Applying the Results and Conclusion of the Research Process to Problems in Health Care
In what way are the data collection procedures appropriate for this study? - Applying the Results and Conclusion of the Research Process to Problems in Health Care introduction?? For this study I believe that the data collection was appropriate which was in the form of an interview. In this study of “Becoming Teen Fathers” Ms. Weber interviewed 26 different teen fathers to get their take on why they believed they became teen fathers. In what way were appropriate steps taken to protect the rights of subjects? In the case study she never revealed their last names, or where they lived or worked. She however did mention some of her subjects by name and their age. In what way is the data collection tool used to support the reliability and validity of the study? The data collection tool for this study is the use of interviews, of open ended questions this way it eliminates the need for yes and no answers, and it gives Ms. Weber a better understanding of what these young men have gone through by become teen fathers. It is important to this study because it gives the young man’s inside on why they had a child at a young age, and how they feel about it. This study is done to close the gap on why men have children at a young age, and to analyze teen fathers’ narratives of accountability (Weber, 2012). Data analysis procedures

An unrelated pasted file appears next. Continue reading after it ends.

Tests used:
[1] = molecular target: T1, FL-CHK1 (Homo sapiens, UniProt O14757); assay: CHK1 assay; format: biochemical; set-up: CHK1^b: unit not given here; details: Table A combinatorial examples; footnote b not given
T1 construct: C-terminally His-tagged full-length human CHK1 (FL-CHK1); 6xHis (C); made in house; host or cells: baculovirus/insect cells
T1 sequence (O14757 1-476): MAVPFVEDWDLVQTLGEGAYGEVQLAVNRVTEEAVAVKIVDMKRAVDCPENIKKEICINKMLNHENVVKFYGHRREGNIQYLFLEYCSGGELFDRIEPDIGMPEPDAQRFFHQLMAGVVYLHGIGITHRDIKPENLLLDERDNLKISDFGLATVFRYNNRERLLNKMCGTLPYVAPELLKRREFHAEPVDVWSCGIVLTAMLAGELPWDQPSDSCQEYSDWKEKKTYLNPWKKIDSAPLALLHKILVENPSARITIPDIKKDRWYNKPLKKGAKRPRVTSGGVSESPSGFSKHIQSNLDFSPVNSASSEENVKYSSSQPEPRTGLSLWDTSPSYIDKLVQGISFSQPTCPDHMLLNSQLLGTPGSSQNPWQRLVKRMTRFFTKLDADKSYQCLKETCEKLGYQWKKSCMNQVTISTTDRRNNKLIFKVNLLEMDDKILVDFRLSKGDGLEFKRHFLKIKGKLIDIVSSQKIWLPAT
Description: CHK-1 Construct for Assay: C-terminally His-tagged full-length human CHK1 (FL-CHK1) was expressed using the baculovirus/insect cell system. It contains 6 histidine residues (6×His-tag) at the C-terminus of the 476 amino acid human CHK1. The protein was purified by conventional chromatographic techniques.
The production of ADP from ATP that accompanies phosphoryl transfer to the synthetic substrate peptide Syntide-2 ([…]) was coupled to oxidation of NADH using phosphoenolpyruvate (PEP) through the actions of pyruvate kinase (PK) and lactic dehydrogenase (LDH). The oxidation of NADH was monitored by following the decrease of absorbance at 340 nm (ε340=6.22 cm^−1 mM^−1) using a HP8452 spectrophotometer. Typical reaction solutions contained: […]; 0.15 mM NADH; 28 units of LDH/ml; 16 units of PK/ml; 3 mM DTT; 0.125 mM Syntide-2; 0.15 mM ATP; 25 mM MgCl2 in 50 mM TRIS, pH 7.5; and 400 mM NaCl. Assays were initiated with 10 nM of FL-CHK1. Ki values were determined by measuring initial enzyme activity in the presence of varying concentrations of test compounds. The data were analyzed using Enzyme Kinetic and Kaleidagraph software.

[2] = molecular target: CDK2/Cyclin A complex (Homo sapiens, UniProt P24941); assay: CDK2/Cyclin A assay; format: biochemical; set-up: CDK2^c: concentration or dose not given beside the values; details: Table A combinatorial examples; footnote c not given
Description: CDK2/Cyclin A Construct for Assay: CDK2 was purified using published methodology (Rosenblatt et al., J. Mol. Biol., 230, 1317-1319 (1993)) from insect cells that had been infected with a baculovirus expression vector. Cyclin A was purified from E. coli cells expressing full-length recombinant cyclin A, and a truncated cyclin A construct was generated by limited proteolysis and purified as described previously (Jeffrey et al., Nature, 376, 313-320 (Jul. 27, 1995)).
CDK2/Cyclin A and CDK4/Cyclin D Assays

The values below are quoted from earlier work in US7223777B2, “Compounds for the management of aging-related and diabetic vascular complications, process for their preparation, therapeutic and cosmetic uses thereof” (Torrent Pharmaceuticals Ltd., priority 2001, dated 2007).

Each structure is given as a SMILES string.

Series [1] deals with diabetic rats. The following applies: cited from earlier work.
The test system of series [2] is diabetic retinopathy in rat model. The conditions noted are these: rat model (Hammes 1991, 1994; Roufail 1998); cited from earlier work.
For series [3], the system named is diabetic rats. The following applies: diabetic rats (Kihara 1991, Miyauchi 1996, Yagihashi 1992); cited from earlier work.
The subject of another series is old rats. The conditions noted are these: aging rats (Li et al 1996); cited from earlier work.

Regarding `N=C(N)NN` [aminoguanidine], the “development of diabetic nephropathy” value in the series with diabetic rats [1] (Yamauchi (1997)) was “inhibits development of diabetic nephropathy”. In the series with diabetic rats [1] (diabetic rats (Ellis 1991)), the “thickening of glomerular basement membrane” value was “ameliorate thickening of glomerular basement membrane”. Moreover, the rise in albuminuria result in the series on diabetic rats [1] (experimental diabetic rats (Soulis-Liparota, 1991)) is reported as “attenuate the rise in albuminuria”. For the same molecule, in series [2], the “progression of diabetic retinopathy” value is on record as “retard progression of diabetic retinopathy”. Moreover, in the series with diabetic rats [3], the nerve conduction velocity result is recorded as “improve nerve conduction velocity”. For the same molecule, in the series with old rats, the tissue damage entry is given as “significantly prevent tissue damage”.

In what ways are the data analysis procedures appropriate for the data collected? It is appropriate because it was done in the form of interviews and then those interviews were turned into a semi collection of stories of why teenage boys become fathers at an early age. The articles sole purpose was to bridge the gap on what these men thought rather that what women thought. It provided insight on why men did not blame themselves but rather than a) the mother b) their parents (for providing alcohol at a party) c) a doctor (who says a women cannot get pregnant) and finally d) circumstance (condom broke) (Weber, 2012). In what ways are the data analysis procedures appropriate for answering the research question or questions, for testing the study hypothesis or hypotheses, or both? The interviewer is able to answer her questions by asking her subjects a set of questions this way she is able to answer her hypotheses; which in this case is why teen fathers have babies at early ages. She then is able to draw her conclusion that even though both the mother and fathers are charged with having a child out of wedlock, they are then faced with trying to reestablish their reputations (Weber, 2012). What are the key distinctions between qualitative and quantitative data? The quantitative data that is presented is what 26 different young men of different races, and back grounds feel themselves after they got their girlfriends pregnant. This can also be the same for the qualitative data. According to Weber (2012): She asked each interviewee, “What Happened?” in an attempt to get their story how the pregnancy came to be. The question implied that the pregnancy required explained. She only asked this question when rapport with her interviewees had been established, and the young men had already reached the topic of pregnancies, the baby and being a father (Weber, 2012). Conclusion